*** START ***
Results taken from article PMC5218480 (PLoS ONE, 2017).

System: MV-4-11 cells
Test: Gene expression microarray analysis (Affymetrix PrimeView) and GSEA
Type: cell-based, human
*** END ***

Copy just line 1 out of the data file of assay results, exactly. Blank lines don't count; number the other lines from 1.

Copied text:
Results taken from article PMC5218480 (PLoS ONE, 2017).